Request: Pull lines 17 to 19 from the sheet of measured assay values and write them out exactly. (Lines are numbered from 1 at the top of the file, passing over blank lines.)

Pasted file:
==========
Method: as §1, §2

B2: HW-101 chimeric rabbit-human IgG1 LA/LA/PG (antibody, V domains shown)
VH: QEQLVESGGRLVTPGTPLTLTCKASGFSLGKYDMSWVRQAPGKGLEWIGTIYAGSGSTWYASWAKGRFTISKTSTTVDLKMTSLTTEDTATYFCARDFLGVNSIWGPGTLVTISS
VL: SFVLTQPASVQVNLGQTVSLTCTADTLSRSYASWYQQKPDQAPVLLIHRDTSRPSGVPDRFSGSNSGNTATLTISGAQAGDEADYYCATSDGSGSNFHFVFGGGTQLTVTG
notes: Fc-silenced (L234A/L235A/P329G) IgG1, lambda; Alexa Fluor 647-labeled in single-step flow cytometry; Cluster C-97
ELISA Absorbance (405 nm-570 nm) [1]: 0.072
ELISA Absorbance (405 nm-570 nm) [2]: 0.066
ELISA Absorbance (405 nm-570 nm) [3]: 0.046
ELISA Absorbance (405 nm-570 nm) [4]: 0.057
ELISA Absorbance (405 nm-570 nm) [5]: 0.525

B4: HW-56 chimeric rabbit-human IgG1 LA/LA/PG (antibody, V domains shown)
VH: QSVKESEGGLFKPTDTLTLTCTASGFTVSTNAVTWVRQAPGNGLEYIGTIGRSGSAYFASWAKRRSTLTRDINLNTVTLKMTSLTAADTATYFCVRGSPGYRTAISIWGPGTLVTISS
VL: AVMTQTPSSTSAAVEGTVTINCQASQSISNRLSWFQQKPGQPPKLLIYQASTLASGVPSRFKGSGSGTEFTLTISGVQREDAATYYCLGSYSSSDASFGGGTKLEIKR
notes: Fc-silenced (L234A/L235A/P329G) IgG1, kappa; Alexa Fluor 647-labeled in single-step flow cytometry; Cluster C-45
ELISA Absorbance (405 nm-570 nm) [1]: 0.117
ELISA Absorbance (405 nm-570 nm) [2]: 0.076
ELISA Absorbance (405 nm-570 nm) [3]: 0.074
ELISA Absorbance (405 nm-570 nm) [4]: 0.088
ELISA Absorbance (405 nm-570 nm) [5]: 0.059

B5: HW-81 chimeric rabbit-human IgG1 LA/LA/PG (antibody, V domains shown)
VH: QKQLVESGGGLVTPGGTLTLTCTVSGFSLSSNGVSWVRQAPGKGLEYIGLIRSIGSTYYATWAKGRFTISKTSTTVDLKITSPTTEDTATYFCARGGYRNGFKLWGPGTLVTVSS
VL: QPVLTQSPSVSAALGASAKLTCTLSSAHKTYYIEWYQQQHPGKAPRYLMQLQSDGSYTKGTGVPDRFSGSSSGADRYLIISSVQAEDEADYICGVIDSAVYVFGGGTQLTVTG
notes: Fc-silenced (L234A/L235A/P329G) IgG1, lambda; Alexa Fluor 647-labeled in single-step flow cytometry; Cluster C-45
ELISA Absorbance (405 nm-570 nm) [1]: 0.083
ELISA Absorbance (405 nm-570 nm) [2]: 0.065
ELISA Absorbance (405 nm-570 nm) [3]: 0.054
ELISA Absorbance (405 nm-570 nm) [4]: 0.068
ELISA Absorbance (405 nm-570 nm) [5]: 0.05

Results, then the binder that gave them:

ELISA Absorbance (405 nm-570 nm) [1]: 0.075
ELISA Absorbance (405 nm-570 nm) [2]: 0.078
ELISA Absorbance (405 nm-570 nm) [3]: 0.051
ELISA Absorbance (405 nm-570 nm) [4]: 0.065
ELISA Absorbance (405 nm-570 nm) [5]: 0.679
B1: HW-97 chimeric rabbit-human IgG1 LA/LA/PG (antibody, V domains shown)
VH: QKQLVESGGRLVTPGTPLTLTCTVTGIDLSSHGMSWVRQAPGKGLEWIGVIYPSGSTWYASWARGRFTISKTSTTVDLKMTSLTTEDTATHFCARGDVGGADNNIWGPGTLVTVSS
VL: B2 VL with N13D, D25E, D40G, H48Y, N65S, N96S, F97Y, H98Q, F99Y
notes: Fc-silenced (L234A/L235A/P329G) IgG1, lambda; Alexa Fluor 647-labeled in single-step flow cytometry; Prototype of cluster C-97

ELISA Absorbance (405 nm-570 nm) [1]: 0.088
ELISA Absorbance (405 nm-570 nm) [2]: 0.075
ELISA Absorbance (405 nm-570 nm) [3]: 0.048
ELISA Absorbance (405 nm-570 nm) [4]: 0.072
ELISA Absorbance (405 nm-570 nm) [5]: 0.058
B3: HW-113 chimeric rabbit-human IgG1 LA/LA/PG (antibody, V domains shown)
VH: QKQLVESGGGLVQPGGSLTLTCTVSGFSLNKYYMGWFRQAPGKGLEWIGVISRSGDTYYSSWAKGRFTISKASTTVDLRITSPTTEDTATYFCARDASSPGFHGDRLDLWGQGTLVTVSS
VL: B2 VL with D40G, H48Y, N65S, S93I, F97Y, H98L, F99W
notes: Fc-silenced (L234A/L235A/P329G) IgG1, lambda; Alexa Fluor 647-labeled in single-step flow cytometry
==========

ELISA Absorbance (405 nm-570 nm) [3]: 0.074
ELISA Absorbance (405 nm-570 nm) [4]: 0.088
ELISA Absorbance (405 nm-570 nm) [5]: 0.059